Umberto Eco has shown us that a book can have different implications to different readers, often beyond the author’s intentions. This is perhaps inevitable, but I would nevertheless like to take this opportunity to say two or three things about the spirit in which I wrote it and what I think are the main points to take home.

First of all, this is a book written from the left and to remind the left of its responsibilities. There is not the slightest complacency on my part in narrating the misadventures of thinkers who hoped for a world liberated from capitalism and exploitation—a world in which human beings could be truly free—if anything, there is pain. I sometimes receive interview requests from conservative media eager to use the book’s conclusions to back reactionary agendas. Those looking in it for evidence to legitimize the status quo have taken the wrong direction.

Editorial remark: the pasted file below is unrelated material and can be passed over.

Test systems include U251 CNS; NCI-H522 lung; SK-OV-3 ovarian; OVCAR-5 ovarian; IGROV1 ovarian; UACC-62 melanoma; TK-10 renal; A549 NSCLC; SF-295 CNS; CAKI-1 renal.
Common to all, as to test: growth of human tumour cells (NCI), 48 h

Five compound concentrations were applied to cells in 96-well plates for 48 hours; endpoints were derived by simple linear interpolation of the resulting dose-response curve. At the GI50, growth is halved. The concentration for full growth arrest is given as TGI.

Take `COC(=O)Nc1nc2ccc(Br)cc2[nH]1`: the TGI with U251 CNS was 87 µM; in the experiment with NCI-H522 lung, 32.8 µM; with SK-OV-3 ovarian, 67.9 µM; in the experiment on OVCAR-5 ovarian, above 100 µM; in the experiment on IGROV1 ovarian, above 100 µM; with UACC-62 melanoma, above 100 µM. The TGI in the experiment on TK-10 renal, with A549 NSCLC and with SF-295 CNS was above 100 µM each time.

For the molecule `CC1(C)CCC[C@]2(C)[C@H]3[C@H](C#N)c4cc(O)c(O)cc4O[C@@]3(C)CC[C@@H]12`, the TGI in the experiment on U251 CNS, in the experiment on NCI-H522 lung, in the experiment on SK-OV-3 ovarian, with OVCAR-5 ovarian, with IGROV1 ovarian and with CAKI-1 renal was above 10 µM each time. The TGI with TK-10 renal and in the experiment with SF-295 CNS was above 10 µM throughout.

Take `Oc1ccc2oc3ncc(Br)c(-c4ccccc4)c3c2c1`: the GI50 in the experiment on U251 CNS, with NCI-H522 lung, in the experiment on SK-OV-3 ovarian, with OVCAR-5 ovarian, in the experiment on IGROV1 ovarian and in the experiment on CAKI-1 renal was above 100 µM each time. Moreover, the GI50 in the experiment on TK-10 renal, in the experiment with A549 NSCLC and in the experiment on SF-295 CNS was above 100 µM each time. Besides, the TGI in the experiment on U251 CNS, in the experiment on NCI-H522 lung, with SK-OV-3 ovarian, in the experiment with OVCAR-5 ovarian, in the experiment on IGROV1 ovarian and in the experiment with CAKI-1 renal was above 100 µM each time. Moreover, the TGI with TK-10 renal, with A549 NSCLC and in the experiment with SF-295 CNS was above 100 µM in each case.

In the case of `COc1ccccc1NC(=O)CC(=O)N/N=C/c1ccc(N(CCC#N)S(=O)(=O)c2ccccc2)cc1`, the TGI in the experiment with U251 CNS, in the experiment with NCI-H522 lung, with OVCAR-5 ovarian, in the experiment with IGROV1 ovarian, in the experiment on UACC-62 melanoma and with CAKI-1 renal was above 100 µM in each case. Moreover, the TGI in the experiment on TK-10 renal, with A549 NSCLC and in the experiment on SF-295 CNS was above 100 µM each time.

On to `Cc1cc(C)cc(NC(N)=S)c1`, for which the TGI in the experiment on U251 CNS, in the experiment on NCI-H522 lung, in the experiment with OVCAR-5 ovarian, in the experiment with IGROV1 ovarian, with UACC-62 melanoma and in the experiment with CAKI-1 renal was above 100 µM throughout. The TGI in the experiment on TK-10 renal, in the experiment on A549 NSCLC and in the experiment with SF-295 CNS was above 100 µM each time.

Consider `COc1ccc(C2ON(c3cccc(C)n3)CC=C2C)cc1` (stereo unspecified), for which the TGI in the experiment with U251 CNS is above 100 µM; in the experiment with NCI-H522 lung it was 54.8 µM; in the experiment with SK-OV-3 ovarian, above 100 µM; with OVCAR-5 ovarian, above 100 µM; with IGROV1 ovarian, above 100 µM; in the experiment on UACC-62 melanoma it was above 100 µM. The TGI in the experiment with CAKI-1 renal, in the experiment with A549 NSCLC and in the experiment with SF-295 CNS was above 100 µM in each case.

My main point is that capitalism has survived so many predictions of its demise not because it is a particularly efficient system, nor because of some magical virtues of the markets, as the cliché would have it, but because it is rooted in the hierarchical and individualistic structure of modern Western societies. These elements—hierarchies and individualism—have taken shape over many centuries and cannot suddenly go away. No matter how much one fights the system, social institutions cannot be ended by acts of will.

The awareness that there are limits to what can be done, but that at the same time the existing order isn’t a fact of nature but a human construction, leads one to abandon both unhelpful feelings of resignation and pointless utopian fantasies and instead take the path of reasonable political change. The political message of the book is, therefore, an invitation to rediscover and practice radical social democracy. Capitalism can be governed by the state and forced to work to the advantage of the many. It is not an easy road, but one that has proved its value in the past and is worth trying again.